– Shana Susan Ninan
To wake up each day and not being able to see your face in the mirror. From a world of darkness and silence, Helen Keller carved out an illuminated life for herself and those around her. Noted by Mark Twain as “the most remarkable woman he ever met”, this miracle worker taught herself to live in a world of sight and sound, not withstanding her handicaps.
George Sullivan’s Helen Keller: Her Life in Pictures is a photo-book about the life and times of Helen Keller. Starting off with a foreword from Keller’s great grand niece, Keller Johnson Thompson, the book takes you through Keller’s childhood, life with tutor-friend Annie Sullivan, days in the vaudeville circuit, and later on, as a goodwill ambassador.
All the photos are black and white, retaining its original charm and finesse. There’s one of her in a sari and Indian jewellery, when she visited india in 1955, one with Jawaharlal Nehru, too. If one isn’t familiar with Helen Keller, you couldn’t make out that she’s blind, from the photos alone!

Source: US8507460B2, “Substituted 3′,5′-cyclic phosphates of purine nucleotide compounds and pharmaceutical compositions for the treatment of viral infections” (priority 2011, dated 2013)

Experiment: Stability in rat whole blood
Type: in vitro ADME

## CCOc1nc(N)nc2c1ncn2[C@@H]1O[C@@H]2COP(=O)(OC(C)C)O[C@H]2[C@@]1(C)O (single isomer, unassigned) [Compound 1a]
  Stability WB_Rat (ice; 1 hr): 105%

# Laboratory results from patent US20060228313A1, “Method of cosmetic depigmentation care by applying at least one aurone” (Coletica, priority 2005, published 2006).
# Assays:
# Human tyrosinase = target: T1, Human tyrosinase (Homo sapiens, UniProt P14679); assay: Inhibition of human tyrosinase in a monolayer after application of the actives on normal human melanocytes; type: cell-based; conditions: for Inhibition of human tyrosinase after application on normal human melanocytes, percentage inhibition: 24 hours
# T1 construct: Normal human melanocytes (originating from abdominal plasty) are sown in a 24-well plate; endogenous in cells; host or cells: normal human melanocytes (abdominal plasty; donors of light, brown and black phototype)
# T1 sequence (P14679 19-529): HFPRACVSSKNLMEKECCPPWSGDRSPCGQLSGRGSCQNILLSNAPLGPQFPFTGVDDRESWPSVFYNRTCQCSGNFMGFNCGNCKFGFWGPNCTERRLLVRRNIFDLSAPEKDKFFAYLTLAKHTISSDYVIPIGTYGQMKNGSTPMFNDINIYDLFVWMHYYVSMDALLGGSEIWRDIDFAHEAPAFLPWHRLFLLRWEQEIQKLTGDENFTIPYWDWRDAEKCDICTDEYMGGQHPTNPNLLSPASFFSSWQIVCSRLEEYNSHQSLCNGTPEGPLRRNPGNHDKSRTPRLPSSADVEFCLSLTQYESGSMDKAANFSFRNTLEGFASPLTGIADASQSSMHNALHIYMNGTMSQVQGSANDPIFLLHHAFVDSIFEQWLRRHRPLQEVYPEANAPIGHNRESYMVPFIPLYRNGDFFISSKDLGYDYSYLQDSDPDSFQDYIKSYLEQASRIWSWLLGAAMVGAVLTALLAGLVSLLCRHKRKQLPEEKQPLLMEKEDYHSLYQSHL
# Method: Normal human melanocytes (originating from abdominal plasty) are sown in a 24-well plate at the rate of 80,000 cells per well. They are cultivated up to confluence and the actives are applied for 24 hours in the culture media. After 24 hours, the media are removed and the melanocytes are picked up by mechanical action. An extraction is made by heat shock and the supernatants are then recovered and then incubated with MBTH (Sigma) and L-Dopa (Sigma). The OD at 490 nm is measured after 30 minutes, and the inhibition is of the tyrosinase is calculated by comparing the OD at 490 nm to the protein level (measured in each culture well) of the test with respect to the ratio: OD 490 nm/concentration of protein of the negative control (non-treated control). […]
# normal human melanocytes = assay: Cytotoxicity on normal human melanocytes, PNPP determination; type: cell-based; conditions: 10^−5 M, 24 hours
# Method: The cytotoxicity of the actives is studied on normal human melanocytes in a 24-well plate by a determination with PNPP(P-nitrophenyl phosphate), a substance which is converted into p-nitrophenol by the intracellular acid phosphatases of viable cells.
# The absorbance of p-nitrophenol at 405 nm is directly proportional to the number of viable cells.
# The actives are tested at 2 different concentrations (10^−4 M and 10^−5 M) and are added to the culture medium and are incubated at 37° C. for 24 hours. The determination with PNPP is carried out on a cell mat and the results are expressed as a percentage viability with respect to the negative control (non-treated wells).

There’s this spectacular photo of the water pump at her cottage – Annie Sullivan had let Keller run her fingers under the water pump, and when she felt the cool waters comfort her, Sullivan spelt out w-a-t-e-r for her. A page from Keller’s book shows how she learnt to write by keeping the pencil close to a ruler on the line.
Keller could “read” a person’s words by keeping her fingers on his or her nose, lips and larynx. Even more interesting is how she “listened” to music by placing her fingers on a violin or an organ and felt the vibrations! Amazing. The pages are also numbered in Braille script, but not raised. The cover is excellent, with a shot of Keller’s eyes, in a violet shade.